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cold water & ice swimming (IISA)

Dipping my toe into cold-water swimming

It's not for the faint-hearted (no, medically it isn't), but cold-water swimming can boost circulation, immunity and the libido. So: here begins my bid to make next year's world championships

I'm standing at the edge of the men's swimming pond at Hampstead Heath. And I can completely understand why I'm virtually alone. Just as you wouldn't find 4'33'' by John Cage on the karaoke machine, and in the same way that Marcel Duchamp's Fountain never featured among Athena's range of iconic posters, most people don't see the point of spending a drizzly autumn weekend lowering themselves into ponds.

Sometimes ‘Crazy’ Gets the Job Done

Two years ago when I launched a campaign to protect the Ross Sea in Antarctica, the Daily Telegraph called me crazy.

“Pugh is like a detective that has been given 24 hours before he gets taken off the case,” the paper said. Adding, “His idea is so crazy it might just work.”

The crazy idea was that I would undertake a series of swims in the sub-zero waters of the Ross Sea to highlight their importance, and then try and persuade Russia to back the formation of a Marine Protected Area there – even though they had blocked the proposal at CCAMLR (The Commission for the Conservation of Antarctic Marine Living Resources) on five occasions.

Ice, The New Frontier

Op YouTube een mooie promo gevonden (met dank aan Ram Barkai) over IJszwemmen:

Breaking the ice

A pool in a frozen lake. Zero-degree water. With only Speedos for protection. Welcome to the new extreme sport of ice swimming. For those brave enough to take the plunge, it’s as life-affirming as it is brutal.

Into the Ice

What is an ice mile?

An ice mile is a one-mile swim under International Ice Swimming Association rules in water temperature of 5 degrees Celsius or less wearing just a standard costume, goggles and one swim hat. 

Find out more: internationaliceswimming.com

Take your time

I’m often asked: ‘I want to do an ice mile, how do I train for it?’ The simple answer is that you take your time and train steadily over several seasons of winter swimming in order to prepare your body for one of the toughest swims on the planet. An ice mile is not to be taken lightly – it carries the same risks as other extreme sports and can be very dangerous if you are unprepared.

The Bible of Cold Water Swimming – Index

Cold water swimming is difficult and requires repetition.These articles are intended to help swimmers adapt to cold water swimming.  By exploring the many aspects of cold, environmental, physiological and psychological, I hope to help you understand cold and cold water swimming and therefore become a safer, better and more confident cold water swimmer.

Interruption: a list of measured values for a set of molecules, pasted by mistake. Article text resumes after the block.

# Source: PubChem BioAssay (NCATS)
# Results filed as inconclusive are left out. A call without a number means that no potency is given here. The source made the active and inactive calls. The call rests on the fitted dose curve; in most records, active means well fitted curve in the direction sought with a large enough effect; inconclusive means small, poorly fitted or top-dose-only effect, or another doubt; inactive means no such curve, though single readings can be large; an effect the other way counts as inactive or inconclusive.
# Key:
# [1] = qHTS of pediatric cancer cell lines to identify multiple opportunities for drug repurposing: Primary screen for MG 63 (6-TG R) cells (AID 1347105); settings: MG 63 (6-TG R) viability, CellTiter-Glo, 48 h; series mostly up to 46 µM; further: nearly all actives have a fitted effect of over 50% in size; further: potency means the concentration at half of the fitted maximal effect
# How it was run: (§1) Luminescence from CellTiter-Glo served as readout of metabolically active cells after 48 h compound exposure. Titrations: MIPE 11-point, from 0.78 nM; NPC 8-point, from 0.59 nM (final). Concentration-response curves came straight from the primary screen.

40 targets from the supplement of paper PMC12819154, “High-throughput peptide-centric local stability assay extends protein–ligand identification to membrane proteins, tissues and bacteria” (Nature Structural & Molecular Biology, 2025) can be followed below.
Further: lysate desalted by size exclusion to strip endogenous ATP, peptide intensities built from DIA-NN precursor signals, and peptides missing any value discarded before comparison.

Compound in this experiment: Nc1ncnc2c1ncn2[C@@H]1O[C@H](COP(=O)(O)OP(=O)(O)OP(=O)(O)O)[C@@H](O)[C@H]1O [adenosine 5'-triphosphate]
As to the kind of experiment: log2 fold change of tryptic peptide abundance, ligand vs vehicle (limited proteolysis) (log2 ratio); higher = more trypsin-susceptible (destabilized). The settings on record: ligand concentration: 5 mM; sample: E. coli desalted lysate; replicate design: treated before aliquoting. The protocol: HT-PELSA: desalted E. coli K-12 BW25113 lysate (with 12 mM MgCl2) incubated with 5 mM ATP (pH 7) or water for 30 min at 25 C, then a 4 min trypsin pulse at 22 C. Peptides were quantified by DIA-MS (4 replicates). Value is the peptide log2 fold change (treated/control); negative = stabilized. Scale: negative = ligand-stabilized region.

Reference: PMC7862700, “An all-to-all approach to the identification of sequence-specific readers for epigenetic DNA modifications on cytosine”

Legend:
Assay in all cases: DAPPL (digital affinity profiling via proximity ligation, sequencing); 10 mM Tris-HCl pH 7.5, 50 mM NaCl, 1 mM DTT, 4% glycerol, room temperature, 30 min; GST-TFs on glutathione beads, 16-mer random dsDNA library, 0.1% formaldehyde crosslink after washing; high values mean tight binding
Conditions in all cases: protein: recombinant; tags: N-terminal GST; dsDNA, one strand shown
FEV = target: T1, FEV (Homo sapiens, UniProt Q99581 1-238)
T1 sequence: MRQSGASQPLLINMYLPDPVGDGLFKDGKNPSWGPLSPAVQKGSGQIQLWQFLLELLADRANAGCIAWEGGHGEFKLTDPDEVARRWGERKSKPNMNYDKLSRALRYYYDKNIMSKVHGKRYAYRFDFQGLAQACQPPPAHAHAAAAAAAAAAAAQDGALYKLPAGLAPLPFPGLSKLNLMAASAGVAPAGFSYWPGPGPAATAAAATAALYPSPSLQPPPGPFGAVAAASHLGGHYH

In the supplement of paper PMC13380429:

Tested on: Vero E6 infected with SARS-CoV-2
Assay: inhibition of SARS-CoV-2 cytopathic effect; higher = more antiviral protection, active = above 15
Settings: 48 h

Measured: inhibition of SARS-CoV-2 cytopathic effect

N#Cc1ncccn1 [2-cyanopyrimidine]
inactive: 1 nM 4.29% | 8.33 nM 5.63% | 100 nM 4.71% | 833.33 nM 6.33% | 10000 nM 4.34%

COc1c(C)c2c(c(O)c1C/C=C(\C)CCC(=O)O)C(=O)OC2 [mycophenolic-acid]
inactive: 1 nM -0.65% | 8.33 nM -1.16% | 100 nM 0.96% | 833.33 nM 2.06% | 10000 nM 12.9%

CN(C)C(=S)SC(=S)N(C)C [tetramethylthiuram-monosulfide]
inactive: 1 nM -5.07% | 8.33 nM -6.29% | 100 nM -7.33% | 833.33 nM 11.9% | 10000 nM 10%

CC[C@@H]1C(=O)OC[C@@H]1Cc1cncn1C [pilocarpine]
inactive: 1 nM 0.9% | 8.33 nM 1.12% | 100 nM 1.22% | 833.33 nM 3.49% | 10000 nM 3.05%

It is really important to note that most of us are not naturally good at tolerating cold. (I certainly am not). Cold should be seen as something you train for, the same as any other aspect of your swimming.

This page is an index of my cold articles with a very brief explanation of the article so you can scan the entire list for what is most relevant.

It is the cumulative total of these articles that has led to other people’s repeated description of Loneswimmer.com as “the bible of cold water swimming“.

Tips By Christof Wandratsch On Ice Swimming

Wandratsch talks with long-time professional marathon swimming colleague Shelley Taylor-Smith about the emerging niche in the open water swimming community, The Ice.

Ice swimmer Lewis Pugh: If we want to save Antarctica, we must build bridges

Have you ever watched a bridge being built? It is fascinating.

I lived on the Thames while the Millennium Bridge was under construction. The engineers didn’t start from one bank and progress towards the other. They started on both sides – and met in the middle.

First they built stable platforms on the edge of each bank. Then they erected two strong concrete piers in the middle of the river. And when they were ready, they lowered the bridge, in three parts, to meet in the middle. Finally, they reinforced it with strong supporting cables, so when it was complete, the structure was firm and united.

Diplomacy is a lot like building bridges.

Ice swimmers defy death for the thrill

As he swam against the current in Antarctica’s Southern Ocean among leopard seals and icebergs, Ryan Stramrood’s body went numb.

He looked down, pulling his arms one stroke at a time through the -1 C water, and he thought about how clear the ocean was that day.

“You don’t want to see very far down. It can be quite eerie,” he said.

Ice-swimming in Sweden: how to really chill out by the pool

Winter swimming regular Sally Goble doesn’t fear the cold, though a trip to Skellefteå in northern Sweden for the World Cup – air temp -3C, water temp 0.3C – tests her nerve. Still, she gets to wear a woolly hat.

Most winter tourists to Sweden choose to wrap up warm and take a sled or snowmobile ride – or watch the northern lights somewhere remote but close to a roaring fire. Or spend a night in the Ice Hotel. Not me. As I’m a regular winter swimmer in the UK, the obvious, if daunting, choice was to get into my swimming costume and plunge into icy water, courtesy of the International Winter Swimming Association’s World Cup, which holds one of its five stages in Skellefteå, a small town in north Sweden.